Tuesday, March 4th, 2008

Dojo and Django templates on the server side with Jaxer

Category: Aptana, Dojo

Yesterday we posted about Dojo and AIR and how the framework could be well suited for certain desktop applications.

Today we have Kriz Zyp talking about their Jaxer support and how you can use the Django template language, that Dojo recently added, to once again do its thing on the server side.

Kris tells us more:

  1. <script runat="both">
  2. djConfig = {baseUrl:"/dojo/",usePlainJson: true, parseOnLoad: true};
  3. </script>
  4. <script runat="both" type="text/javascript" src="../../../dojo/dojo.js"></script>
  5. <script runat="server">
  6. dojo.require("dojo.jaxer");
  7. ...
  8. </script>

Once this is done, Dojo should load in Jaxer, and you can utilize the library capabilities of the Dojo Toolkit on the server side. In particular, you can now use the DTL renderer as you would on the browser. The DTL renderer can take templates written using Django template language and render the templates based upon JSON data. If you are running Jaxer, you can view a demonstration of DTL rendering on the server by loading /dojox/dtl/demos/demo_Templated_Jaxer.html (make sure the Dojo Toolkit base URL is correct).

By using Jaxer’s capability to allow scripts to execute on both the client and server, we can utilize our Dojo Toolkit in both environments. On the server we can utilize many of the Dojo Toolkit’s features such as functional language features, math libraries, cryptography, dates, encoding, and more to improve development speed and code quality. We can use the same powerful features and idioms in both the browser and the server. An example of a practical way to use the Dojo Toolkit in both environments is to utilize the DTL renderer as described above to generate HTML on the server, and then use the Dojo Toolkit’s Ajax capabilities to dynamically update the page once it’s on the browser. For example: we could use the DTL renderer to display the comments in a blog, dynamically add any new comment the user makes at the end of the list of comments, and then send the comment to the server using Ajax.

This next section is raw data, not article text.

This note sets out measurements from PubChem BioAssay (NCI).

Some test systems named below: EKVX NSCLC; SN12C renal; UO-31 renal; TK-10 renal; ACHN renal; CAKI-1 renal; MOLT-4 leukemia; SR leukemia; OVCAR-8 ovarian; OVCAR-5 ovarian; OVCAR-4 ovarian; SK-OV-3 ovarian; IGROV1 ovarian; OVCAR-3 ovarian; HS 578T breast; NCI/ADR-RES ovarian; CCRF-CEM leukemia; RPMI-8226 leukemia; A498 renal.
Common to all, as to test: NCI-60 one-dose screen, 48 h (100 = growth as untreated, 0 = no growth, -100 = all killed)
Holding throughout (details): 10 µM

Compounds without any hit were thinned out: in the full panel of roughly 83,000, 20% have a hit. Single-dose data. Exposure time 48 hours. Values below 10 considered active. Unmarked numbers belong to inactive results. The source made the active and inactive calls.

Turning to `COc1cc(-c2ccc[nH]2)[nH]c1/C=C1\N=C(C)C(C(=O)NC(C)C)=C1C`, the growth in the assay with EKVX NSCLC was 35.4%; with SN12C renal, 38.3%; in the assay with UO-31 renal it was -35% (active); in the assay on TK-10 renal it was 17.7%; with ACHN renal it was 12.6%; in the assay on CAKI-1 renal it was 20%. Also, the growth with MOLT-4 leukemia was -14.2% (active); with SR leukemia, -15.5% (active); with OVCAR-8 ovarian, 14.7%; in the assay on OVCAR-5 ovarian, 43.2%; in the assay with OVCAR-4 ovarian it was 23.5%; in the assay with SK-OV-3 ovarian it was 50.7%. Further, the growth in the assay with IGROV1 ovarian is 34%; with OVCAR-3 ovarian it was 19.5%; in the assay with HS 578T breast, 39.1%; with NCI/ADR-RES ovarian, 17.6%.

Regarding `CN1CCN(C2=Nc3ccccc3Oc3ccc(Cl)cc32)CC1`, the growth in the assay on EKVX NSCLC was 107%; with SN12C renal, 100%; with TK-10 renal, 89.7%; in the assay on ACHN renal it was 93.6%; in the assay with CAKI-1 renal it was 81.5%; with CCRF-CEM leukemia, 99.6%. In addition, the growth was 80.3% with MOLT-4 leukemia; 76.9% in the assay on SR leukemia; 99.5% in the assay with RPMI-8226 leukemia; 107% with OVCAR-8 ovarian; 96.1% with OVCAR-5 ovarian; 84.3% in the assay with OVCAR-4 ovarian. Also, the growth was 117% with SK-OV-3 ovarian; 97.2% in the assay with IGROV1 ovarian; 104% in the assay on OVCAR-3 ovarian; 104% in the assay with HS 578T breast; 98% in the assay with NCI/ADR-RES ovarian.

It is important to note that Jaxer is not capable of transferring the programatically set event handlers for widgets—it can only send the static HTML to the browser. This means you can use DTL as a templating engine to create HTML on the server, but the Dojo Toolkit client side widgets are still necessary if you want to use interactive widgets on the browser.

Posted by Dion Almaer at 7:58 am
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